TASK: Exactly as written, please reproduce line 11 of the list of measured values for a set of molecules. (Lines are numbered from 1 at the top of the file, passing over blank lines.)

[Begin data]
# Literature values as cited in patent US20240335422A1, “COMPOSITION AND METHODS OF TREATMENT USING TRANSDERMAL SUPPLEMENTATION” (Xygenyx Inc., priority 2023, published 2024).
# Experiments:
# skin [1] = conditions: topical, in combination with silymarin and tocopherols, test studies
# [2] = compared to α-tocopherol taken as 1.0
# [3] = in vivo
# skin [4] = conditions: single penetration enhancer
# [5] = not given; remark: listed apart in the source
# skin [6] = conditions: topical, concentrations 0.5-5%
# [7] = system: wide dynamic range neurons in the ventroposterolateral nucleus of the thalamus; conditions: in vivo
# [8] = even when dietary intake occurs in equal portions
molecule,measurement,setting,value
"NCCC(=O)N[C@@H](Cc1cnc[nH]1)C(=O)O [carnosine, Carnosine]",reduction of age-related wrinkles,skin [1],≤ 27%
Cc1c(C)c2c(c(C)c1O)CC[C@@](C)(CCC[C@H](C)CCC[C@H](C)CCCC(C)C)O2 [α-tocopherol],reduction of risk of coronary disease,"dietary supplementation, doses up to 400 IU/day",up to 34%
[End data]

molecule,measurement,setting,value